In new education policy, India turns to the vernacular


India’s federal cabinet Wednesday approved a new national education policy, which among other things mandates that the medium of instruction till at least Grade V and preferably till Grade VIII and beyond be in the home or regional language.

It was not immediately clear if that would be binding on private English medium schools. India’s English educated work force is credited with having made the country and global pool of talent.

The major reforms in school education in the new policy include universalization of early childhood care education, setting up of a national mission on foundational literacy and numeracy, 5+3+3+4 circular and pedological structure, and no rigid separation between arts and sciences.

Students will be taught coding from GRADE VI, there will be vocational integration from Grade VI as against from secondary level, and a gender inclusion fund for the girl child. Board examinations will now be low stake and based on knowledge application, the policy claims.

The policy also mandates a “360-degree holistic report card – by children, by classmates and teachers”.

Addressing the media, India’s higher education secretary Amit Khare said that following the new education policy and reforms, the country would achieve a 50 percent gross enrollment ratio by 2035.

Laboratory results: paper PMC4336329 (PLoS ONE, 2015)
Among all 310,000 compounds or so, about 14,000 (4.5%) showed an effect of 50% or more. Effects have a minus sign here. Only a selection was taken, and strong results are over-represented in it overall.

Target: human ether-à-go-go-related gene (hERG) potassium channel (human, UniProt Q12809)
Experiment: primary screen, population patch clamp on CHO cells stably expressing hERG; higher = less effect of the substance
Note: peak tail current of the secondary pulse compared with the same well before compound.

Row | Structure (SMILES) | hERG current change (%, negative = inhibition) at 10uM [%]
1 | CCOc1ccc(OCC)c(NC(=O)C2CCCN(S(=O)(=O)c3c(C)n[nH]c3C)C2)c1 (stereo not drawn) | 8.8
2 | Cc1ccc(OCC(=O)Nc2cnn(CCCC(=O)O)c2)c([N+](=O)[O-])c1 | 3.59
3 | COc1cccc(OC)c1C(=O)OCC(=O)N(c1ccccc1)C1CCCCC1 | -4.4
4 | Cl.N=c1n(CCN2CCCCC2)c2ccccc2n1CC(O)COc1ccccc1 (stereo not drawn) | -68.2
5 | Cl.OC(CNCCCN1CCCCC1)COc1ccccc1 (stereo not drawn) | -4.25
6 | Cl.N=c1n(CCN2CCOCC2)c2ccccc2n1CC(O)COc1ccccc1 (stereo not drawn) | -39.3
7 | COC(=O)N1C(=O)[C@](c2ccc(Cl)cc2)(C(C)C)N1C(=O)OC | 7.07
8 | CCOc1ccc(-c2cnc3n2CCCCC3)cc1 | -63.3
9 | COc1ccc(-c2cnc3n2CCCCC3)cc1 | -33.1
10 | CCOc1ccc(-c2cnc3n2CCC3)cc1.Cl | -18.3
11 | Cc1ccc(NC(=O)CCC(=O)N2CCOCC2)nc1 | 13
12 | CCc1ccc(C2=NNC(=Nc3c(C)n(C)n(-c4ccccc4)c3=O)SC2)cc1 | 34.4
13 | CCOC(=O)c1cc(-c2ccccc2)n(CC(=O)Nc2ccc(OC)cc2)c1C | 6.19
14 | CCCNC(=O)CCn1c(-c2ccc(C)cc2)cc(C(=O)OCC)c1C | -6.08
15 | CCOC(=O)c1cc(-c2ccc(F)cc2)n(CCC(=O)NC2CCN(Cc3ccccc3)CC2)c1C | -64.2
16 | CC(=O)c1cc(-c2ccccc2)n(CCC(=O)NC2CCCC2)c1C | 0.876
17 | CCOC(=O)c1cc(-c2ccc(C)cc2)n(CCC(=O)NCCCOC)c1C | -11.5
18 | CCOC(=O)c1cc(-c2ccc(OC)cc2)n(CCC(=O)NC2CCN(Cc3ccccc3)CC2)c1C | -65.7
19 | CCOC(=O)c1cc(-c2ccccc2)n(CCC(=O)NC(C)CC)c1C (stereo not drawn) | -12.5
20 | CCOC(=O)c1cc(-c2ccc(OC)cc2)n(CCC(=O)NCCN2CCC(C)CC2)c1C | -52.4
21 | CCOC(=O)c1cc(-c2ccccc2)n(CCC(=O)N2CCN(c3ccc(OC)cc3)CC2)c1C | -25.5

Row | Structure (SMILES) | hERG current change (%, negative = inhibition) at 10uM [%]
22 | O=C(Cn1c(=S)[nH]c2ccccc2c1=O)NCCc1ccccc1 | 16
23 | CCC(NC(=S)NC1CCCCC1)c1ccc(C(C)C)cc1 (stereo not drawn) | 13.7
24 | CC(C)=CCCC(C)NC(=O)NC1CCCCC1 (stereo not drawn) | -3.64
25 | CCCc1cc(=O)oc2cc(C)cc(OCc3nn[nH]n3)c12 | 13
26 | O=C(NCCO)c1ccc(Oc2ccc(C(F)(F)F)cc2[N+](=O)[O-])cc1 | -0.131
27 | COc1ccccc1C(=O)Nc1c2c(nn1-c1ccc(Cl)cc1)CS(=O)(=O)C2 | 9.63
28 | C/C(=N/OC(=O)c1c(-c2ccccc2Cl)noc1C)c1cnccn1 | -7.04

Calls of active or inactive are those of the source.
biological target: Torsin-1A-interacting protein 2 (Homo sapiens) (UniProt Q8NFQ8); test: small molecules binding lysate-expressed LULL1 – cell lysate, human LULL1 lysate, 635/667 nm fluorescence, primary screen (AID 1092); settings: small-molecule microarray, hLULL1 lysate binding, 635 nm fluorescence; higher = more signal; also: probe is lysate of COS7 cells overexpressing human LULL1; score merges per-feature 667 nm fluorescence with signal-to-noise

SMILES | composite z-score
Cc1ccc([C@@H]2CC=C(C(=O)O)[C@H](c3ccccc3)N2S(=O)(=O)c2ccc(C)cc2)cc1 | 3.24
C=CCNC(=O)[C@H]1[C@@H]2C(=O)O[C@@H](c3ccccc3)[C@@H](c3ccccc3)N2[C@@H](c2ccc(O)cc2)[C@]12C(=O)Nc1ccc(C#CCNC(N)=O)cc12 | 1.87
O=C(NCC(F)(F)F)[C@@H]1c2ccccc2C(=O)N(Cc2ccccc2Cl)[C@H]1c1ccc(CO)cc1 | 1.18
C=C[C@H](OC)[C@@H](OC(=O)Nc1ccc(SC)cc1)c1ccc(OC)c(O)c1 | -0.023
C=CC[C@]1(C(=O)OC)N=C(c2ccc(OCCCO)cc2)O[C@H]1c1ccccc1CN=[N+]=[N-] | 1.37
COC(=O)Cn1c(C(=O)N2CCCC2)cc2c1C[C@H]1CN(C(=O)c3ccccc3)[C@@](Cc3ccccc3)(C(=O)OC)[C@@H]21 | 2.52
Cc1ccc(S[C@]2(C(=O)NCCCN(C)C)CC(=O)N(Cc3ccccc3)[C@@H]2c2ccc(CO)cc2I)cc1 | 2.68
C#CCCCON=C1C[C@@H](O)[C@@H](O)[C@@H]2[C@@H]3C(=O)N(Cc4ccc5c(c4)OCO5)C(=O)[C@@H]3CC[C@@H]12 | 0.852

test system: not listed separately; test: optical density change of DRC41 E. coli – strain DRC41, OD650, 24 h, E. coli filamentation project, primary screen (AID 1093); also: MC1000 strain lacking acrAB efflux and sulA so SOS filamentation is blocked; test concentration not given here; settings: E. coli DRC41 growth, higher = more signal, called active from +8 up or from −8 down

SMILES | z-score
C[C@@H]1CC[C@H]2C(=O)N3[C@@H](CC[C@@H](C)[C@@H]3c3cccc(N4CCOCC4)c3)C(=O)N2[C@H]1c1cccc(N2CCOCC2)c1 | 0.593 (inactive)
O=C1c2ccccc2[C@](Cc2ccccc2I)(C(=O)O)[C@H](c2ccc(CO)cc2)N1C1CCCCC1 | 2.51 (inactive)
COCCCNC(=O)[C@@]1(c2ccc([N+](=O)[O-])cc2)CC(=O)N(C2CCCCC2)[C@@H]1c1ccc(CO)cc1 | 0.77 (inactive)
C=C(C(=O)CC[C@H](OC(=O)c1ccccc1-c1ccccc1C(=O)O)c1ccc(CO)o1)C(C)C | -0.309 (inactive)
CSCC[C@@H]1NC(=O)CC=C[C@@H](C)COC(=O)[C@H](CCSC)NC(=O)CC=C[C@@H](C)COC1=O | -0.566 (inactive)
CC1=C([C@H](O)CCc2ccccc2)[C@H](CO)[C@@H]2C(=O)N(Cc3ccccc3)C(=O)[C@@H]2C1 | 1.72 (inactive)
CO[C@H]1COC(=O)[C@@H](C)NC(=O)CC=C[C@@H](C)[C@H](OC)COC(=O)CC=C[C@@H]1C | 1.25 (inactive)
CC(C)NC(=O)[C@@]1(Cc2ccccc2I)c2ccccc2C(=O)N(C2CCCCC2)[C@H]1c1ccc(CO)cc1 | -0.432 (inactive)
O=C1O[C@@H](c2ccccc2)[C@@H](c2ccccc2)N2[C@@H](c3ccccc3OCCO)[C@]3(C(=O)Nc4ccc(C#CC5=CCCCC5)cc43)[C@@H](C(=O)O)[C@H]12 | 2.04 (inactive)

Indian minister Prakash Javadekar said the new policy “is important because there was no change in the education policy in the last 34 years.”

Education minister Ramesh Pokhriyal said that the Ministry of Human Resource Development (MHRD) has been renamed the Ministry of Education.

During the briefing, Khare assured that public investment in the education sector would reach 6 percent of GDP at the earliest. Currently, it is around 4.43 percent.

The policy will also include preparation of teachers for assessment reforms by 2023, an inclusive education system by 2030, board exams only to test core concepts, and instilling at least one vocational skill in every child.

The key highlights of the new policy is use of technology in teaching, learning and assessment, a single regulator for higher education, graded autonomy for colleges, and phasing out of the affiliation system in 15 years.

It also includes formation of the National Research Foundation, internationalization of education and multiple entry and exit for students and an academic bank of credit.

The National Testing Agency (NTA) will offer a common entrance exam for admission to higher education institutes, and a National Professional Standard for teachers to be prepared by the NCERT and the NCTE.